Thinking Particles, Noise, Rauschen

This year’s sound programme is dedicated to the noise and its development from an ignored and displeasing sound phenomenon to musical material. The programme focuses on exploring artist-engineers who developed visionary forms of visual and acoustic expression by experimenting with media machines, and who’s impact can still be felt today. After the development of the audio tape and its new recording technique in the late 1940s, Pierre Schaeffer began storing, dismantling and reorganising the sounds of his surroundings in his sound studio “Club d’Essai”, thus inventing concrete music. By editing sound recordings, changing the replay speed, repeating noise sequences and replaying sounds in reverse, he created a new kind of music which had never been heard before. Cooperating with Pierre Henri, Schaeffer created complex noise compositions such as the “Symphonie pour un homme seul” which was eventually picked up and further developed by choreographers, composers, literary figures and film makers. Pierre Schaeffer and Pierre Henri’s work developed over the course of the decades into what would be described as “Industrial Noise” and “Techno” today.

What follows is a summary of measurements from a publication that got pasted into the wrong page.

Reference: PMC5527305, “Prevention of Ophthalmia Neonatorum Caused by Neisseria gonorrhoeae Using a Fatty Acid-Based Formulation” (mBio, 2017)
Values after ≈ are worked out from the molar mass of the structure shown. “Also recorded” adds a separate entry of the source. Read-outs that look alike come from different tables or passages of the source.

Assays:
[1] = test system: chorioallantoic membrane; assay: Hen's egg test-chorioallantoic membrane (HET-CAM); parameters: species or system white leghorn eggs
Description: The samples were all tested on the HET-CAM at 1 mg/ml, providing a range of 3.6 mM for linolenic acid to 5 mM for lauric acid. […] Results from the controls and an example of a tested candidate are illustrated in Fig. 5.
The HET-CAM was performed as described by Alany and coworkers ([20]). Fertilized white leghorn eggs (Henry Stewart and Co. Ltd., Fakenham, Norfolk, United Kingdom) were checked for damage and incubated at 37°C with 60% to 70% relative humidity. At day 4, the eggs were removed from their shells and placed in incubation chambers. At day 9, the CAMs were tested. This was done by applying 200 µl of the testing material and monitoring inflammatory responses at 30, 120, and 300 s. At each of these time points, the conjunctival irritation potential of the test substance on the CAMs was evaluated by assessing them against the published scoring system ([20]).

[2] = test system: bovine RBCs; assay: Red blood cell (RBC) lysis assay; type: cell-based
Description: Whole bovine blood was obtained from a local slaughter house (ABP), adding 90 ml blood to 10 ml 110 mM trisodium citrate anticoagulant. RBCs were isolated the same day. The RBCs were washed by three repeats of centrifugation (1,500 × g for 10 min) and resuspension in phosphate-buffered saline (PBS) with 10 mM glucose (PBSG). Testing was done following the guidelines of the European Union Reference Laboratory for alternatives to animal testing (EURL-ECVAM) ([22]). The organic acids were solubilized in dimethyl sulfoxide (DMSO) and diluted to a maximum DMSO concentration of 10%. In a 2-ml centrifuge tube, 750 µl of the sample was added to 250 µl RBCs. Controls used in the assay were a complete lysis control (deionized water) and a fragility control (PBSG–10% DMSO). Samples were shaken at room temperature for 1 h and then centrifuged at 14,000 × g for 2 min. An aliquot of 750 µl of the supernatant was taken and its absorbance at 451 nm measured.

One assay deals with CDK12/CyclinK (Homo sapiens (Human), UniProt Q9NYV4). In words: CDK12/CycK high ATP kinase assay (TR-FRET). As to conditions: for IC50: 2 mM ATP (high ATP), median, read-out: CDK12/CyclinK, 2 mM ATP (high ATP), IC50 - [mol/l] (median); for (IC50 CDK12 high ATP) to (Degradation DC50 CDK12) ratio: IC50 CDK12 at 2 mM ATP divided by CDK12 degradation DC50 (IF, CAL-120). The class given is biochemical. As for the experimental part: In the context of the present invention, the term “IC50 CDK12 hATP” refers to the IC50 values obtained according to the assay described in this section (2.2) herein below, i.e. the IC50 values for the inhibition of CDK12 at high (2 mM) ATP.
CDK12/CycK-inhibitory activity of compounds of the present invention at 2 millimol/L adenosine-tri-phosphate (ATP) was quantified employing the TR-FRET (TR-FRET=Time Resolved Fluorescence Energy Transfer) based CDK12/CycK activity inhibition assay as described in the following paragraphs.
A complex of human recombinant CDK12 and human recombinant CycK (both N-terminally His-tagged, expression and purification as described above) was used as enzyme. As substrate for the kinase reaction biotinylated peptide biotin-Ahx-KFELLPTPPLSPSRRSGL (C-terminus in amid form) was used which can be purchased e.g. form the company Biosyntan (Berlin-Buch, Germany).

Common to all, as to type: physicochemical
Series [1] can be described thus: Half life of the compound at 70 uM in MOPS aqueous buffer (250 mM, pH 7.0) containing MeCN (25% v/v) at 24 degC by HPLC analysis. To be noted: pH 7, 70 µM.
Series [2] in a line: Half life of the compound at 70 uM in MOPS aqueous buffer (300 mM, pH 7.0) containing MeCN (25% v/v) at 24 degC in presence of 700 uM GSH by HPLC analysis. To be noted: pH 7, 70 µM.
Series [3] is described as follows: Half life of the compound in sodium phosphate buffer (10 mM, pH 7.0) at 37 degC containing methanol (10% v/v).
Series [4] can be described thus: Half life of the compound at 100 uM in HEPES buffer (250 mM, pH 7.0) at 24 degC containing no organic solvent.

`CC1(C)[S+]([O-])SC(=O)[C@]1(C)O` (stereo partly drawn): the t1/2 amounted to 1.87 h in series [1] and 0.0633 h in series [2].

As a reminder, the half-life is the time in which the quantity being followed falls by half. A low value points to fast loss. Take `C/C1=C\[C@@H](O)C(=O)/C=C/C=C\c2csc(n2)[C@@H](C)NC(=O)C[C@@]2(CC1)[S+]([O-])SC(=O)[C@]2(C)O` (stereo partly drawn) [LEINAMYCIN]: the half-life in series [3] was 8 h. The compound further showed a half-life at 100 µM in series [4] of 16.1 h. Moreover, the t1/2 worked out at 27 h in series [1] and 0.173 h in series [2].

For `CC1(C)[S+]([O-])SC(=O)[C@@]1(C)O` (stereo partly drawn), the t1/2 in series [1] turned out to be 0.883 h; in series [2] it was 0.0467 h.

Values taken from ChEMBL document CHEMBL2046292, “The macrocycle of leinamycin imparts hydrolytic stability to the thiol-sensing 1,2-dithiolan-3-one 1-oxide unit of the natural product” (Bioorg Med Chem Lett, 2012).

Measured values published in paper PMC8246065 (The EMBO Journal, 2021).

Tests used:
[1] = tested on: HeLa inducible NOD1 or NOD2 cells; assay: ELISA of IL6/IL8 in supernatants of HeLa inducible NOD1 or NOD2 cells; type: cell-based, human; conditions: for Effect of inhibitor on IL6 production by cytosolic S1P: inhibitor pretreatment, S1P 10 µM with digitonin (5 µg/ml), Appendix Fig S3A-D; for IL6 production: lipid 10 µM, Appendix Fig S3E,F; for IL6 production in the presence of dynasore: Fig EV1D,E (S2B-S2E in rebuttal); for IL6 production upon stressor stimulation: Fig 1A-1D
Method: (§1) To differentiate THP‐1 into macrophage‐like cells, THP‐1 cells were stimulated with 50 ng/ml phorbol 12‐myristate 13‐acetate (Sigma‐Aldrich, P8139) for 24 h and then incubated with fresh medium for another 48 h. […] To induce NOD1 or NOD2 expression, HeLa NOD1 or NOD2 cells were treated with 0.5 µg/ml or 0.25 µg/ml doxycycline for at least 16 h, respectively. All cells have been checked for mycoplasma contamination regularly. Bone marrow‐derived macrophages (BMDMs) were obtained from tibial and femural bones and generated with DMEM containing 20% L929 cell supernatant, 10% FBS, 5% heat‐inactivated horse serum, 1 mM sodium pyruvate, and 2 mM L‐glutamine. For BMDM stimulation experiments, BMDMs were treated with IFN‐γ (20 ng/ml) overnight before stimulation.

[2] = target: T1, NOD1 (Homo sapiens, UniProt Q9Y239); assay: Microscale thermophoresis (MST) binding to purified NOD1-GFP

The methods of dissection, modification and recombination appear in all films of this programme in different interpretations. William Burroughs’ and Brion Gysin’s sequences of sounds and images in their film “The Cut Ups” from the 1960s have to be understood in the spirit of concrete music. A variation of the cut-up method can be seen in the film “My Desktop OSX 10.4.7.”, in which a computer’s voice function inadvertently moves into spheres of concrete poetry, making the absurdity of talking machines audible. The connection of sound and image tapes developed into new experimental forms of documentaries in the vicinity of the Fluxus movement on video tapes of the late 1960s. In 1972/73, Steina and Woody Vasulka explored the materiality of electronic signalling pathways in their New Yorker media laboratory “the kitchen”, using a multitude of analogue video machines. Their film “Noisefields” makes the physical presence and intensity of video and TV technology tangible in a radically simple way.

Programme: Thinking Particles, Noise, Rauschen
Friday, 7th of June | 9.30 pm | Metropolis
Sunday, 9th of June | 9.30 pm | B-Movie